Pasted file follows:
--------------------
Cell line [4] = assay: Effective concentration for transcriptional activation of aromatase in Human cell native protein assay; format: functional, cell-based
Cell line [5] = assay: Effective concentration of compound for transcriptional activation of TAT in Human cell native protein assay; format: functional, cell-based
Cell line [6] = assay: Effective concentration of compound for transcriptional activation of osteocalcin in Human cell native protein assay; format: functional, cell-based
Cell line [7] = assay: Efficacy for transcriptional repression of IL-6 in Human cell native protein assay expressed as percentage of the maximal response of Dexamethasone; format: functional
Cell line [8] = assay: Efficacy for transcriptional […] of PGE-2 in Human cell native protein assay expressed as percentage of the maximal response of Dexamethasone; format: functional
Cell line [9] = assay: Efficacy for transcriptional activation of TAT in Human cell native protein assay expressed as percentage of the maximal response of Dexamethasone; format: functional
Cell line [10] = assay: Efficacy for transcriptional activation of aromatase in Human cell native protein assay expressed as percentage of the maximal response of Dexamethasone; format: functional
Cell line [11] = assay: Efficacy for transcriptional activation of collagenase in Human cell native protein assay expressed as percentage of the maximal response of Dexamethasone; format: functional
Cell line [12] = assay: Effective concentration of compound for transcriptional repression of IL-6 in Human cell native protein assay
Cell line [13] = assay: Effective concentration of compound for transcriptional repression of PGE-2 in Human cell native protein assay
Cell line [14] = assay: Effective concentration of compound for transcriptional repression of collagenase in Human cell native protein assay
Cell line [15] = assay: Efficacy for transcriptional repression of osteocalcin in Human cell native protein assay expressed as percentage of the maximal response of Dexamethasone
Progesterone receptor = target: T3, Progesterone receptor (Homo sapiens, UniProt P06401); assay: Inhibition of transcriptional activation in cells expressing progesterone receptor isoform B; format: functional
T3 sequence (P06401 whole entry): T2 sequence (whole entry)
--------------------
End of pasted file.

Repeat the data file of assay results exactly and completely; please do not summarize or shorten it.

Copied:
Cell line [4] = assay: Effective concentration for transcriptional activation of aromatase in Human cell native protein assay; format: functional, cell-based
Cell line [5] = assay: Effective concentration of compound for transcriptional activation of TAT in Human cell native protein assay; format: functional, cell-based
Cell line [6] = assay: Effective concentration of compound for transcriptional activation of osteocalcin in Human cell native protein assay; format: functional, cell-based
Cell line [7] = assay: Efficacy for transcriptional repression of IL-6 in Human cell native protein assay expressed as percentage of the maximal response of Dexamethasone; format: functional
Cell line [8] = assay: Efficacy for transcriptional […] of PGE-2 in Human cell native protein assay expressed as percentage of the maximal response of Dexamethasone; format: functional
Cell line [9] = assay: Efficacy for transcriptional activation of TAT in Human cell native protein assay expressed as percentage of the maximal response of Dexamethasone; format: functional
Cell line [10] = assay: Efficacy for transcriptional activation of aromatase in Human cell native protein assay expressed as percentage of the maximal response of Dexamethasone; format: functional
Cell line [11] = assay: Efficacy for transcriptional activation of collagenase in Human cell native protein assay expressed as percentage of the maximal response of Dexamethasone; format: functional
Cell line [12] = assay: Effective concentration of compound for transcriptional repression of IL-6 in Human cell native protein assay
Cell line [13] = assay: Effective concentration of compound for transcriptional repression of PGE-2 in Human cell native protein assay
Cell line [14] = assay: Effective concentration of compound for transcriptional repression of collagenase in Human cell native protein assay
Cell line [15] = assay: Efficacy for transcriptional repression of osteocalcin in Human cell native protein assay expressed as percentage of the maximal response of Dexamethasone
Progesterone receptor = target: T3, Progesterone receptor (Homo sapiens, UniProt P06401); assay: Inhibition of transcriptional activation in cells expressing progesterone receptor isoform B; format: functional
T3 sequence (P06401 whole entry): T2 sequence (whole entry)